An Oral History of Pandemic Life Told by Black Essential Workers
From grocery store clerks to mental health counselors to mail carriers, Black essential workers describe living during the pandemic
This story is part of “Six Months In,” a special weeklong Elemental series reflecting on where we’ve been, what we’ve learned, and what the future holds for the Covid-19 pandemic.
After working a long day, loading trucks at an HVAC company in East Point, Georgia, J. Waters quickly peruses her local grocery store’s shelves for food and cleaning supplies. In her area, the poverty rate is over 20%. Health conditions are highly prevalent. Hospitalizations are up. As Covid-19 consumes the public consciousness, so do the nearby killings of Ahmaud Arbery and Rayshard Brooks.
The global pandemic is creating a devastating pattern of Covid-19 cases in communities of color. Once referred to as “the Great Equalizer,” data has shown that the virus’s reach is not isolated from social and economic inequalities. Across age groups, Black Americans are almost three times as likely to get sick, and twice as likely to die, from Covid-19 compared to white Americans. Against the backdrop of a national reckoning with police brutality, the systemic racism embedded within society has proven to be another pandemic within itself.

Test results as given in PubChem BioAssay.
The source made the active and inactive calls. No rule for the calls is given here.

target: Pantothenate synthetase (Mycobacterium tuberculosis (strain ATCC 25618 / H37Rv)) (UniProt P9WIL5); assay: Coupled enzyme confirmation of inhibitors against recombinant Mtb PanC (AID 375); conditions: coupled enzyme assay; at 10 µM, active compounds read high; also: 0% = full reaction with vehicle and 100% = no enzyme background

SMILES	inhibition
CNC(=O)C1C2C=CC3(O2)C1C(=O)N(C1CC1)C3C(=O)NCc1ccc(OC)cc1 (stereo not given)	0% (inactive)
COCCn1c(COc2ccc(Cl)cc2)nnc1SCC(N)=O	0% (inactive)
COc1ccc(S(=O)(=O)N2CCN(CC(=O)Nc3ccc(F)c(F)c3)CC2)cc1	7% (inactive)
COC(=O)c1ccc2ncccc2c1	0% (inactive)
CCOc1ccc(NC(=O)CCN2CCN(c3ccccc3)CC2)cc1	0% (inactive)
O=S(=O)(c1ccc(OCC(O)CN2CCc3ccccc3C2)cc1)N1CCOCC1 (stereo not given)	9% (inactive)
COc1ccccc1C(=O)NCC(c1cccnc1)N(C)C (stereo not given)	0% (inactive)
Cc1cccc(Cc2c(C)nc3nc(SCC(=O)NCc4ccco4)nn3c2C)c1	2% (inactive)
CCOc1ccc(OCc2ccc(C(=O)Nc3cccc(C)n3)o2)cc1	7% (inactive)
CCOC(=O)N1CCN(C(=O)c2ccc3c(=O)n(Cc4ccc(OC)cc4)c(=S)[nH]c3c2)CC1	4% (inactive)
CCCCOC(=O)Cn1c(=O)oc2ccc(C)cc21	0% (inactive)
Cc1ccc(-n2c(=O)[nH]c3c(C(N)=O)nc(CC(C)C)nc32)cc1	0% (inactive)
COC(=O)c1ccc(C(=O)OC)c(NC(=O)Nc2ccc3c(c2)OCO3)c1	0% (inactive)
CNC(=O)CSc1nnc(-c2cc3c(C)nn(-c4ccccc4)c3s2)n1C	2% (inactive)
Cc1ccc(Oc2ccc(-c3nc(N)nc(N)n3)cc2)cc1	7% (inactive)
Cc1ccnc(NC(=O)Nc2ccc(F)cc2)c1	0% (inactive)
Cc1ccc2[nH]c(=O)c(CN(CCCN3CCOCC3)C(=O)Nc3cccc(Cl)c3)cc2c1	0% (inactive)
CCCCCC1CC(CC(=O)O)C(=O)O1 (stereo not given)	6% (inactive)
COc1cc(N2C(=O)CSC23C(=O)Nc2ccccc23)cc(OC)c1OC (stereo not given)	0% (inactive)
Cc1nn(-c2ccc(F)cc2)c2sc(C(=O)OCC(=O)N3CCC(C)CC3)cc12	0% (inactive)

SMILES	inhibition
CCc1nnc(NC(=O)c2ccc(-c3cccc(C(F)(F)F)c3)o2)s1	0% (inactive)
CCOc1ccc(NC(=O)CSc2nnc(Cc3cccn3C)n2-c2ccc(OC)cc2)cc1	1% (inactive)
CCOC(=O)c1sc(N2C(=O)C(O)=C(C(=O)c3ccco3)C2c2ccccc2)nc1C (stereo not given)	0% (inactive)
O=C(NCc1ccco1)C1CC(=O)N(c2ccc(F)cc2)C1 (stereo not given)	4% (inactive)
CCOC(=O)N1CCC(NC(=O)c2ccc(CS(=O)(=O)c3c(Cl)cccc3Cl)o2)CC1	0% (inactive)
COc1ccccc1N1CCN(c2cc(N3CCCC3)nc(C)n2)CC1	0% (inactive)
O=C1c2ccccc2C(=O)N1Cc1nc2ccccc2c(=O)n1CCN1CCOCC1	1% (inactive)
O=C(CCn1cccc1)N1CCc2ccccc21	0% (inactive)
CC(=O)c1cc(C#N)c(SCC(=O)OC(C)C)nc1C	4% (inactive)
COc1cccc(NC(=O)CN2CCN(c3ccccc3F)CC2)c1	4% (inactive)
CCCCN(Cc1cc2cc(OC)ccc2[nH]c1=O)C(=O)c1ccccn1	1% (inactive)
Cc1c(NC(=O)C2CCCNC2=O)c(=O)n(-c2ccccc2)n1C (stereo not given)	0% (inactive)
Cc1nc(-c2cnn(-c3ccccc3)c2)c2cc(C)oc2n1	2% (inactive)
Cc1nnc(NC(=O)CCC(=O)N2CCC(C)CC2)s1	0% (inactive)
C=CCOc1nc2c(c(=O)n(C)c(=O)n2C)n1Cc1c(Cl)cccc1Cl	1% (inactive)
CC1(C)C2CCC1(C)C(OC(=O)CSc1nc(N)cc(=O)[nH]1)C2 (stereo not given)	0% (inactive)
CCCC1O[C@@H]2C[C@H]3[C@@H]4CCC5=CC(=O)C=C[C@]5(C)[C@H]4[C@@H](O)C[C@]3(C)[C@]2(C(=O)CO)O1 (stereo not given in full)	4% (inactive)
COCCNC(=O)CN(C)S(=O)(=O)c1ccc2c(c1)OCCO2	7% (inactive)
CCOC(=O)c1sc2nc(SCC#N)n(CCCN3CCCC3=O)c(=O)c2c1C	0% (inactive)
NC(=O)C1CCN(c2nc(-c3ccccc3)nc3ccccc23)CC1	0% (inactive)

These racial health disparities are the result of structural injustices. Black Americans have high rates of underlying health conditions, including those like diabetes and heart disease, that are risk factors for severe cases of Covid-19. These disparities are inextricably linked to racist practices, like redlining, that have left Black people more prone to overcrowded living situations, air pollution, and food deserts. Black Americans are also less likely to have access to equitable health care or to have their health concerns taken seriously by providers. Black workers are far more likely to be in job industries deemed “essential” — forcing them to put their health, and that of their families, at risk to make a living.